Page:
I have been visiting Ladakh, a remote territory in the northern corner of India since 1984. I had been there several times thereafter as the unique natural features of the Himalayas and the Karakorams fascinated me as also its two thousand years old culture. When I started reading available documents regarding Ladakh, I was astounded by many interesting facts. I took time to explore each valley to complete my ground research. I covered the territory in different seasons and eventually I had a good collection of photographs and material to inform and share.

Poster A4

Finally, I had the courage to present them in the form of a book titled ‘Ladakh, A glimpse of the Roof of the world’. It is not only a fascinating territory of India, but surely that of the world.

A video presentation on the book is as follows:
https://www.youtube.com/watch?v=7xFOe2rRvE0

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Effects of Tsunami in the Andaman and Nicobar Islands

For Blog Action Day-15th October 2009

To the organizers of the Blog Action Day,
Thank you very much for selecting such a relevant topic and also inviting a lesser mortal like me to participate in this mega event.

It has been long since I have written in my blogs page, but I am unable to resist to your invitation to write about climate change on the Blog Action Day.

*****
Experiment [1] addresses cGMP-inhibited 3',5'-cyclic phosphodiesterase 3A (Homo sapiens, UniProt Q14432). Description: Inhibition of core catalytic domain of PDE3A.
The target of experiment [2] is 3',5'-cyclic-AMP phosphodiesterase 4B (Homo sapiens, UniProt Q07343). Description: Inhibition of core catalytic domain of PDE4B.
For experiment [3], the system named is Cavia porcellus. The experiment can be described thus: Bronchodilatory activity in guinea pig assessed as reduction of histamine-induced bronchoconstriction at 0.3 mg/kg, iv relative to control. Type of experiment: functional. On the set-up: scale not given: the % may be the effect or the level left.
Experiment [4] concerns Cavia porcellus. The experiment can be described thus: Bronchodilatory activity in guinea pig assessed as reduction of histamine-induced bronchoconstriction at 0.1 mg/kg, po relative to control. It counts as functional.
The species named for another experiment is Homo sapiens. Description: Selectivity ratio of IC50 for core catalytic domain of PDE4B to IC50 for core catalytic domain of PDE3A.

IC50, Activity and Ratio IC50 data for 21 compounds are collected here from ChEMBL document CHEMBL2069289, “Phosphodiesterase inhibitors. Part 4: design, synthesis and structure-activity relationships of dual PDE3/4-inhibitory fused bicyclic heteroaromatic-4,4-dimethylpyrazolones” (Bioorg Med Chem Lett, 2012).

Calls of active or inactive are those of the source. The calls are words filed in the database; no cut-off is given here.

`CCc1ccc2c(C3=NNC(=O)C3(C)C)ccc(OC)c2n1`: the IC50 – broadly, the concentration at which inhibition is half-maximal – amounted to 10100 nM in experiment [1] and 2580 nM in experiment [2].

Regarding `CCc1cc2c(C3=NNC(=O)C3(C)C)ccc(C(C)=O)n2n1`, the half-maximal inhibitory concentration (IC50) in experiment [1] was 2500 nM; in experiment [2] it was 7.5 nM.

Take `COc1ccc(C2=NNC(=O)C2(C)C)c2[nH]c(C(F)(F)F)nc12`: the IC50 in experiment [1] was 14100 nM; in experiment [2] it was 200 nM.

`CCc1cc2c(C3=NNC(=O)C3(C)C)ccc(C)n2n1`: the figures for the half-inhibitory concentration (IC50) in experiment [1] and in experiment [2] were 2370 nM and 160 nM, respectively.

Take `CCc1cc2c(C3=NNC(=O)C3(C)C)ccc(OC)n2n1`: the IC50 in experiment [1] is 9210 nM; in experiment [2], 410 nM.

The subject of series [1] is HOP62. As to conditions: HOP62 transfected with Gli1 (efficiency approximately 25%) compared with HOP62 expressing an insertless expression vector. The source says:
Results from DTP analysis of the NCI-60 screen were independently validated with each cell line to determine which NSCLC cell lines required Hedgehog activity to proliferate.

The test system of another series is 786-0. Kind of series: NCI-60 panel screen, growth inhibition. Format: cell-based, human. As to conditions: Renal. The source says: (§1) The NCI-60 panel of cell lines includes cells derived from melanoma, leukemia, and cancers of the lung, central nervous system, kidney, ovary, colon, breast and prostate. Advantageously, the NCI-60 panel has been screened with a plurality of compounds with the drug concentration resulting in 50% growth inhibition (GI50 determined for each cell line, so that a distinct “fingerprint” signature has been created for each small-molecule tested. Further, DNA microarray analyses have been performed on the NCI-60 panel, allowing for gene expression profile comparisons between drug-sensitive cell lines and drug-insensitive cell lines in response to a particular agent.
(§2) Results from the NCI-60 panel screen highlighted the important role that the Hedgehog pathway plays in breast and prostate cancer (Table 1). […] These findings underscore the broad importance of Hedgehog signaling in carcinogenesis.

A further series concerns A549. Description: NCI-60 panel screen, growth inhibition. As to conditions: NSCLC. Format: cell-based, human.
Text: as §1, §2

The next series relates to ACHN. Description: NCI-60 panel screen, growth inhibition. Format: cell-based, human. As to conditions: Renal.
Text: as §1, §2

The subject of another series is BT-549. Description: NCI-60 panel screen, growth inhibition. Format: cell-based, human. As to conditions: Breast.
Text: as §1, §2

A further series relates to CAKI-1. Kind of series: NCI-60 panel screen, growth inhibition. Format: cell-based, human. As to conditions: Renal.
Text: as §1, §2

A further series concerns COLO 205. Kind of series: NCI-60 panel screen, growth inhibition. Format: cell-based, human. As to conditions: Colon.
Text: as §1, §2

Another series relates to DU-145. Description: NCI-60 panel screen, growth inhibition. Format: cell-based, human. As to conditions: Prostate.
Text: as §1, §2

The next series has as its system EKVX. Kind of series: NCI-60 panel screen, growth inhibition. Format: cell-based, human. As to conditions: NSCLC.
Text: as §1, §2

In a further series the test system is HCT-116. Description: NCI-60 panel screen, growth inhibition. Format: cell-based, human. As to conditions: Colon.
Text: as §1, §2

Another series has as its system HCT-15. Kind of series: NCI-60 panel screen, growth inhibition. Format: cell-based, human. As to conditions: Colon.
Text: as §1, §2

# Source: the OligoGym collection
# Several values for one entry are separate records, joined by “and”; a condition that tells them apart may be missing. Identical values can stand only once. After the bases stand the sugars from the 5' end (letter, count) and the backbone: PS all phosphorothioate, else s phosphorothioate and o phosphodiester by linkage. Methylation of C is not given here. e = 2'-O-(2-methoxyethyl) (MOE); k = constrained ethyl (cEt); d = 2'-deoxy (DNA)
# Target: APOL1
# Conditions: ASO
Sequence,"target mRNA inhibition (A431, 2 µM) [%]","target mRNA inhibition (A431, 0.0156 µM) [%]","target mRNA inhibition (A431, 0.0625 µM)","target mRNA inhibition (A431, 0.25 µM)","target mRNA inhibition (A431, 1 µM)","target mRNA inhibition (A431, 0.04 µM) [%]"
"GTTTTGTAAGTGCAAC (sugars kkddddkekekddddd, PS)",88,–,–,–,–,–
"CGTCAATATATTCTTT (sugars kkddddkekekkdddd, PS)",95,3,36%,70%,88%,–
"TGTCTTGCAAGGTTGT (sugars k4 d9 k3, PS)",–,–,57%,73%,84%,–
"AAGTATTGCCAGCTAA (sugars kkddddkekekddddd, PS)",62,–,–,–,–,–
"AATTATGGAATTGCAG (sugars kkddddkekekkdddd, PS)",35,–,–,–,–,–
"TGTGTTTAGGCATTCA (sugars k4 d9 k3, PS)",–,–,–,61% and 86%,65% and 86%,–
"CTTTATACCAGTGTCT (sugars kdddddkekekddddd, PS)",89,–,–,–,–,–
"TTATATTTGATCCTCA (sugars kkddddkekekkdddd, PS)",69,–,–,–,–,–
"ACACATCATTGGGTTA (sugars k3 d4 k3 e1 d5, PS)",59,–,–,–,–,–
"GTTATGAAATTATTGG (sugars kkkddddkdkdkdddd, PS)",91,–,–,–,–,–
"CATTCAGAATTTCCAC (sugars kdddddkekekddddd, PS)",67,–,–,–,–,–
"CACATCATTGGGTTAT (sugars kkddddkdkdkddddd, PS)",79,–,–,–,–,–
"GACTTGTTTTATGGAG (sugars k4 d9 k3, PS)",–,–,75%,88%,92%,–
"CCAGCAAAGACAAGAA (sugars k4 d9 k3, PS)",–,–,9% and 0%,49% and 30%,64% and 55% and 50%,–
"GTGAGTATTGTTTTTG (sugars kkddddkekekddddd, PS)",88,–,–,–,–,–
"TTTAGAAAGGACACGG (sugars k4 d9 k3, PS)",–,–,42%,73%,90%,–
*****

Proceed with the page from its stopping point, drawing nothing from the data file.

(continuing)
The day I received your invitation in the first week of October 2009, the local newspaper was flooded with the news of a recent earthquake and tsunami in the region. Tsunami batters Pacific islands, Sumatra quake toll crosses 500 and Fear of unspent strain beneath South Asia. The third topic summarised the underlying cause of the massive upheavals taking place on the Earth surface and at times under the sea in the region. I am sure many such events are taking place in the world in the recent times causing concern not only to the scientists and intellectuals but even to the average people like me. Has such events increased in number lately or is it just that the media has become more active and conscious about ecology and environment. But the fact remains, that a time has come, to increase the awareness about the damage we are doing to the environment sometimes consciously and on other occasion inadvertently. We must note the effect, the changes taking place and try our best to reduce the damage and if possible to take some corrective measures.